Like the Stars, Broken and Hungry

Those late evenings when the couch was mine

I clung to my righteousness

            a book      a pillow      the inadequate throw

and all I did not say, as I pulled the string

            unraveled the sweater of us

                             the scarf of us

            Sounds our mouths did not make         

I would wake at 4 am and climb in bed

            press against you a few short hours

Forgive me I ask in poems but no longer of you


Some days I hear the many years of our tenderness

over the phone and other days your rage –

so that hanging up the phone today

my body lurches with its familiar longing just as

yesterday it recoiled.

I still don’t know what makes you

mean sometimes nor why I allowed it

all those years. The world has gone

an impossible vivid green

in the middle of its spring. It means what it always

fucking means.


Like cold beer for a hangover

I have sex with the first man who asks –

and for a while, it works, astringent

jolt back into my body,

reverie of the new man’s tongue

his fingers pushed inside me.

Is the answer to excess, then, more excess?

I wake in the strange hotel room,

the man gone, the city’s rooftops

glittering below me, and see now,

understand, how close I’d been to the edge.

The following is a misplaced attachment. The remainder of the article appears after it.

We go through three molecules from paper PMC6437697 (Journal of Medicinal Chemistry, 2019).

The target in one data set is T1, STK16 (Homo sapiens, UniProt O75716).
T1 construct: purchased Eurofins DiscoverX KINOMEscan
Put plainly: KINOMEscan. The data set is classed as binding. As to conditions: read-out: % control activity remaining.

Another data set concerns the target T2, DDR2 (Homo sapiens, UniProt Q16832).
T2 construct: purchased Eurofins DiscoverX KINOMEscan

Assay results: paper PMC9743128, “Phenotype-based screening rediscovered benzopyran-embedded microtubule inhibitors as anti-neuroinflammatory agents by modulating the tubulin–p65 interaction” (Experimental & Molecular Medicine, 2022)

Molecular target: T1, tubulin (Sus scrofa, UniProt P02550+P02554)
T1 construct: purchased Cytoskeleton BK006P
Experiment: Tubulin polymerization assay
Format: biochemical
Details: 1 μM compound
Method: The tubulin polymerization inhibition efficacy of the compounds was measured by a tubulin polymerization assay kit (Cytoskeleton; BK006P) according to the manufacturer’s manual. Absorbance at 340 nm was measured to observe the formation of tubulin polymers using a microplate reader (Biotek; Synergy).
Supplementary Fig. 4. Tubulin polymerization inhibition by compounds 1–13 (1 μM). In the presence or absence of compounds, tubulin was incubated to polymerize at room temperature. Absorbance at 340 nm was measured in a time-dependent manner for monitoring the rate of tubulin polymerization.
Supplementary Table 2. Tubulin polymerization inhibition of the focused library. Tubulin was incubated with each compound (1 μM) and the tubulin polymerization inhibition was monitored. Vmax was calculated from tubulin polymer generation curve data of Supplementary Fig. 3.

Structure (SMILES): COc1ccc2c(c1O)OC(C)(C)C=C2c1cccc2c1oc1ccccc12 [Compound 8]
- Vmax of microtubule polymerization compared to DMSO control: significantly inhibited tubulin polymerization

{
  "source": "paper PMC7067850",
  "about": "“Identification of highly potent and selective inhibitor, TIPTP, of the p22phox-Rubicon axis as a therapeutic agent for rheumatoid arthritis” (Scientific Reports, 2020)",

I am not a donor, not the Talent,

hapless and cruel. I am nothing

like a doorknob to be turned,

a harangue, a piece of pie, glistening

beneath its plastic wrap. I am not

the shame of eating it all, the pleasure,

the stick of peach and sweetness

and cornstarch. I am not the mild starch

you prefer in your laundered shirts.

I am not your shirt, buttons flying off.

I am nothing like the stars, invisible

in the city, broken and hungry.

Not hungry, have never been hungry,

never hated the moon and its excess

of joy, pure symbol of hard and

heated hate. I am not the blackberry

bramble, circling hawk, breathless prey.

This is not about our marriage ending.

Our end will always be coming, will

always be ending. We are ending.

We ended long ago. This is not that poem.

Sarah Browning

Sarah Browning is the author of Killing Summer and Whiskey in the Garden of Eden. She is co-founder and for 10 years was Executive Director of Split This Rock. She is the recipient of the 2019 Lillian E. Smith Writer-in-Service Award and fellowships from the DC Commission on the Arts & Humanities, Yaddo, Mesa Refuge, VCCA, and the Adirondack Center for Writing. She is currently pursuing an MFA at Rutgers University Camden. More at: